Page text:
The first time I went to Japan was in 2006, and believe it or not, it had nothing to do with cars.
Growing up I became enthralled with the country and it’s idiosyncrasies that seemed a polar opposite from that of America’s. I’ve always seen Japan as a country that possesses a distinct sense of restraint, a beautiful calmness that resounds over even it’s most chaotic metropolis. From the simplest of details, like the coruscating translucency of flower petals in the morning sun, to the seemingly complex, and overwhelmingly dense expanse of steel and concrete in the city. Tokyo, although now a bit too heavy for me, has a sort of accidental complexity to it that is limitless in both diversity and beauty. This attribute is something that resonates throughout the entire country, and is harbored in not only the tangible, but the unobservable as well; it’s an evading feeling. For whatever reason, I felt this strange need to articulate my thoughts on this through photographs (despite me being very green to photography at the time). I wanted to capture it, and I wanted to share it. It’s something I saw in strangers faces, a difference that I could sense in the sky, an anomaly I couldn’t quite yet express. I began to try and communicate this through my street photography, and although I believe people saw it at surface level, I think my feelings were diminished as a result; no one really understood it. It’s hard to convey a feeling you don’t fully understand yourself, let alone channel it through the face of a stranger captured in secrecy. Most likely a failure on my part, I’m not the most articulate person and on most occasions will omit my thoughts on the basis of not being able to portray them accurately, or rather, I’m sure that the person listening won’t understand or even worse doesn’t actually care. I quickly learned though, that moments are so much better when you don’t get people to write their names down to prove things, or take pictures to prove things. There is no speed of film in the world that will make a skyline look like a skyline really looks (can thank JM for that); and no two skies are that same. It’s something you have to feel for yourself. Can’t blame me for lack of trying though. I suppose if one person was inspired to visit themselves based on anything I’ve posted in my galleries or personal blog, then perhaps I can say I was successful in my venture. I’ve actually just renewed my personal blog, you can view it here. Nearly a hundred posts have been made private in an attempt to cultivate a new look, but if you’re interested please feel free to take a gander. The close of 2014 will see my 27th flight to Japan, and a renewal in conviction.
I’ve been absent over the past couple weeks as work has gotten very busy for me. Throughout the better part of September and the first half of October, I’ve been traveling almost non-stop. I’ve spent more time in airports, hotels and airplanes than I have at home; comes with the territory I suppose. You can take that as a weak attempt at me justifying my truancy from NDF, as I honestly do have gigs of content to share, but haven’t done so for lack of time. During this leave though, I’ve had a good amount of time to think about what direction I want to steer this site in next. I am a big believer in constant development and being stagnant in life is not something I practice (or recommend for that matter). My thoughts consistently lead me back to the site beginnings and why I had originally began the endeavor in the first place. This editorial is a small glimpse into what you can be expecting more of in the future. Don’t misconstrue that statement though, this is a motor sport site first and foremost, but it’s a motor sport site that’s deeply rooted in the essence of Japan. I feel that this is the reason we can develop the relationships we have; we share a mutual empathy. There are people behind the cars we enjoy, and those people are molded by the country they live in.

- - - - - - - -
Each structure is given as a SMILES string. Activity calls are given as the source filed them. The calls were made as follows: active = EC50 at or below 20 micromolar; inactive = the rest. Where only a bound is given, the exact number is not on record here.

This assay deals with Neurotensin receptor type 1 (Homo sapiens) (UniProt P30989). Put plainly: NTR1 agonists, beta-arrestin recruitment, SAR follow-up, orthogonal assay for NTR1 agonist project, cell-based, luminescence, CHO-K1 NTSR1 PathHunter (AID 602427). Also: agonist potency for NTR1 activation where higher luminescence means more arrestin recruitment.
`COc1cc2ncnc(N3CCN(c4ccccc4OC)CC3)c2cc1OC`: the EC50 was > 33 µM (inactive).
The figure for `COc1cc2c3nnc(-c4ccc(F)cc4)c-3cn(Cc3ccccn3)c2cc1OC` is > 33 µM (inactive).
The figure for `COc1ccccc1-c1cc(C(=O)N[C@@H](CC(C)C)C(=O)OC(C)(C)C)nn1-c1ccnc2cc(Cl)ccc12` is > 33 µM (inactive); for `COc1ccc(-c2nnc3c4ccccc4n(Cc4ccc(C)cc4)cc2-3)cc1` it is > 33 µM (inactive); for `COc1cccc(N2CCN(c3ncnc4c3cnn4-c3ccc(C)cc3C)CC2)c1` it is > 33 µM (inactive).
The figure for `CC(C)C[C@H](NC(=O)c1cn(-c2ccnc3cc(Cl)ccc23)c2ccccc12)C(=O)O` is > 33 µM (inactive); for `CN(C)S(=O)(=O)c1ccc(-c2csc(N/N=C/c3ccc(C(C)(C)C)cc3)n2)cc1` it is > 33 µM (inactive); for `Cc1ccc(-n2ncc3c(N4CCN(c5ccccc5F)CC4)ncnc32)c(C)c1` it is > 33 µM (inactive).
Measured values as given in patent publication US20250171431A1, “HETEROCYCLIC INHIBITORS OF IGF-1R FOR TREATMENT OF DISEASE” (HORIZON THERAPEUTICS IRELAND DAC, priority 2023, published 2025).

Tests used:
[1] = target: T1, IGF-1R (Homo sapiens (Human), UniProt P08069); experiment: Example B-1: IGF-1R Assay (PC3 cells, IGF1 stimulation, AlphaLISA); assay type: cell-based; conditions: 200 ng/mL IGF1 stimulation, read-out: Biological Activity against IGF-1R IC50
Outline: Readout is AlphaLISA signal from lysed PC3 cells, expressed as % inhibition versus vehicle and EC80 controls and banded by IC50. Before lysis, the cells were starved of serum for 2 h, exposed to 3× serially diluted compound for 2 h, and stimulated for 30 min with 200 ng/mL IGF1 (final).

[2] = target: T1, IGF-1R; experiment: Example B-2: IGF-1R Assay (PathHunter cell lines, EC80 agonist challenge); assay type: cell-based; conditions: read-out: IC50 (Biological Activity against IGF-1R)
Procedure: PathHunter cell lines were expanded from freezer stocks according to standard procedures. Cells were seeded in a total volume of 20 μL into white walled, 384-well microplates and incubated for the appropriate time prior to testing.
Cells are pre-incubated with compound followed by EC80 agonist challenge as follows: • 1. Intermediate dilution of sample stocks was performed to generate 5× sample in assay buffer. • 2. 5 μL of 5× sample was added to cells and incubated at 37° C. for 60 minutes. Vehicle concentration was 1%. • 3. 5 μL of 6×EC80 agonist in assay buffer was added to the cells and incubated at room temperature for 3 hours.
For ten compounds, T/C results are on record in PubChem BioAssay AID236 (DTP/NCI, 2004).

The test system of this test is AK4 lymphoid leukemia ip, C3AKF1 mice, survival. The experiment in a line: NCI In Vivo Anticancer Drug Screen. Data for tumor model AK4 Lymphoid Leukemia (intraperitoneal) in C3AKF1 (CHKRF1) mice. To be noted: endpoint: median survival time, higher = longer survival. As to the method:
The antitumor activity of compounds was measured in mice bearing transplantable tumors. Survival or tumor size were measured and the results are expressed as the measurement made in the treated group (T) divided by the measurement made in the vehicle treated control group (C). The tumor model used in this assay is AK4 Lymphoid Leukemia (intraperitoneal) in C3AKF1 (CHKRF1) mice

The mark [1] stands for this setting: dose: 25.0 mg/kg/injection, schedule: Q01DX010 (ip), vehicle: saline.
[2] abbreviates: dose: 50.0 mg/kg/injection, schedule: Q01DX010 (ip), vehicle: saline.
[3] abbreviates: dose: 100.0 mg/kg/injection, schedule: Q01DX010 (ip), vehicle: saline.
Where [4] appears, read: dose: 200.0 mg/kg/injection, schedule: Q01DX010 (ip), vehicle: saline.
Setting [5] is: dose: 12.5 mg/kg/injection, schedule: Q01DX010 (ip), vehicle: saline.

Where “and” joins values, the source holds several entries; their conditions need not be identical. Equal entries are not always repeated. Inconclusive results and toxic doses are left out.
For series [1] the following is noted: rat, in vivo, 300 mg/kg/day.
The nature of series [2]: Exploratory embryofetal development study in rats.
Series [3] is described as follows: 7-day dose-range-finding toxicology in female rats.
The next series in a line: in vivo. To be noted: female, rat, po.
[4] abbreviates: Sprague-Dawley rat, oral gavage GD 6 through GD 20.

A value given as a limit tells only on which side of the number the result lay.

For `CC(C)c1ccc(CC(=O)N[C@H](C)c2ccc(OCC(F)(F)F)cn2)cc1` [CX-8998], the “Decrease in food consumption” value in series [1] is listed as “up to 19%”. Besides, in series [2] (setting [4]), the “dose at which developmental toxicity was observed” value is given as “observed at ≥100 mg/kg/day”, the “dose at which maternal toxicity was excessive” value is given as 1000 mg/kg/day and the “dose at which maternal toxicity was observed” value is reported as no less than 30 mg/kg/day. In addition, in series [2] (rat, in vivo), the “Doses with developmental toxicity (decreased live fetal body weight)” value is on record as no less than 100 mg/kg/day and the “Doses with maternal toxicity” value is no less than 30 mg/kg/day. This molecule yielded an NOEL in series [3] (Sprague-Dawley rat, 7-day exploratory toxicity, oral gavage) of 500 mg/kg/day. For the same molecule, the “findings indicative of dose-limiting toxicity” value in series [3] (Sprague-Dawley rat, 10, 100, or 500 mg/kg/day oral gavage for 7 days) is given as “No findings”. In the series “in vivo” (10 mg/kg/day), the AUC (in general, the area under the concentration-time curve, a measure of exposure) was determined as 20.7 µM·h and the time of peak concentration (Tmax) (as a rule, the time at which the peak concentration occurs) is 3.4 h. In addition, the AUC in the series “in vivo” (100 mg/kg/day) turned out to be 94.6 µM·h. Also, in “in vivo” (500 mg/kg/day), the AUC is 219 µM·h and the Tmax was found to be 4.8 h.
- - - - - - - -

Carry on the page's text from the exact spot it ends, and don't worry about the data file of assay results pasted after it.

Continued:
For myself, it’s an understanding of emotional values; a recognition of the blueprint that makes up every day. It’s an appreciation of the aesthetics of Japan.
Unforeseen intentions looking out the window of a hotel room, where one building takes an impression from another to create a scene that appears unconsciously connected. It’s often said we’re molded by our surroundings, so it would appear a scene so convoluted as this couldn’t possibly yield anything less than complex; it’s a bit misleading though. The personality of the aesthetic is hidden deep within details, and something as simple as a yellow door could yield an underlying premise…
…a rationale of something as simple as the yellow leaves on an Autumn tree…
…or perhaps something more arduous like the rays of sunshine that once shone on the painter on a day spent engrossed in youthful love.
Whatever the reason be, I feel it was chosen with sentiment. As a result, we have an entire country that was built around the tender inclination that everything has reason. A place where we can find aesthetic logic behind all things. Something the vast majority of people don’t understand, or rather, aren’t willing to put the time in to do so.
It is with this outlook that Japan operates. A network of interwoven postulation that pulses throughout the city, the country. A mutual aggreeance on operation and accomplishment.
I invite you to follow me as I disect the blueprint through my eye, as it peers through the viewfinder of a camera, that is pointed at one of the most interesting places in the world.